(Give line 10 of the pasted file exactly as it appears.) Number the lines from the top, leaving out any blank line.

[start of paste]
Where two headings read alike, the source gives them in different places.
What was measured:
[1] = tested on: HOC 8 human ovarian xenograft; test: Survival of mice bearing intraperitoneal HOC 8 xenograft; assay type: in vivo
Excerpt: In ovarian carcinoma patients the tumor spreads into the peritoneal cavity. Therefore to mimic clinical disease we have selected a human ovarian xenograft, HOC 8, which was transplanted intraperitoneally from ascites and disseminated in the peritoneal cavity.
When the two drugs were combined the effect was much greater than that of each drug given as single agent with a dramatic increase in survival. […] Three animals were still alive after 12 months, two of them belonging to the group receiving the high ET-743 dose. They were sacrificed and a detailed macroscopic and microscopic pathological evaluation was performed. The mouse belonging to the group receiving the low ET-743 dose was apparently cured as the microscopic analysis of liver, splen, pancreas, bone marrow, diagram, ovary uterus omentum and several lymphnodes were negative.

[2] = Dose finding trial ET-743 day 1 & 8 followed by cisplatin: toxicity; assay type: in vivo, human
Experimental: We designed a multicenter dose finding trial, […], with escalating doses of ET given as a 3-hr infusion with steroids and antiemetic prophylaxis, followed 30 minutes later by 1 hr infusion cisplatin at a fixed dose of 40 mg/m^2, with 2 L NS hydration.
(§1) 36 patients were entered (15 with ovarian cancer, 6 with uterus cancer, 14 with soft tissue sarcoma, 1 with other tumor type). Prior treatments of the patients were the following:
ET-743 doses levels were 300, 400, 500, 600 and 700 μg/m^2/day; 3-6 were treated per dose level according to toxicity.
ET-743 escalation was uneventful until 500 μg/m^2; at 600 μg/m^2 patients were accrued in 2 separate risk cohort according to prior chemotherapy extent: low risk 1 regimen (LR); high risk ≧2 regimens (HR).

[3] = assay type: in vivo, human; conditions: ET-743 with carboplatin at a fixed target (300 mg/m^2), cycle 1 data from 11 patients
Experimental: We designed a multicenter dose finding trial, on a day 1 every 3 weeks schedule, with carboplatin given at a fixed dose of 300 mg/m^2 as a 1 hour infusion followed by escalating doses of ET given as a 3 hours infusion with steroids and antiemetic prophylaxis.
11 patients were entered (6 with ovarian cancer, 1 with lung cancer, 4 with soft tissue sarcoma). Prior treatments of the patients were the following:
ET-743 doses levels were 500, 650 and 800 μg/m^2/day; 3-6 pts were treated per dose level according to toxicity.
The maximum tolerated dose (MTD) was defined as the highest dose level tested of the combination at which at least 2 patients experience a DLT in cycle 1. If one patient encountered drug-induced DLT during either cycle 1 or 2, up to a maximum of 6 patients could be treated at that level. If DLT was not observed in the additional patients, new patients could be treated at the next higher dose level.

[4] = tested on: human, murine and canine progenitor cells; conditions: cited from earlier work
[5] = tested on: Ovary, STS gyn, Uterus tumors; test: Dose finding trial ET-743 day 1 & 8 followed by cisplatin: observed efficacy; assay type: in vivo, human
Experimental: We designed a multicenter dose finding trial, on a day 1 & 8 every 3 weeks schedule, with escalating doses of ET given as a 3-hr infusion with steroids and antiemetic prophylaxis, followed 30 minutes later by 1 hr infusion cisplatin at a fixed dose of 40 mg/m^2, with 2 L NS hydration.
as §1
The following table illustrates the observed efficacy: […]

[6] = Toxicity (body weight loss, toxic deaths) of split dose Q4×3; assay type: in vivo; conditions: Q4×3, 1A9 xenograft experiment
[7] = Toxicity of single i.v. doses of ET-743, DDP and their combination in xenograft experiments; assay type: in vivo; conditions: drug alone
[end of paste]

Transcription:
ET-743 escalation was uneventful until 500 μg/m^2; at 600 μg/m^2 patients were accrued in 2 separate risk cohort according to prior chemotherapy extent: low risk 1 regimen (LR); high risk ≧2 regimens (HR).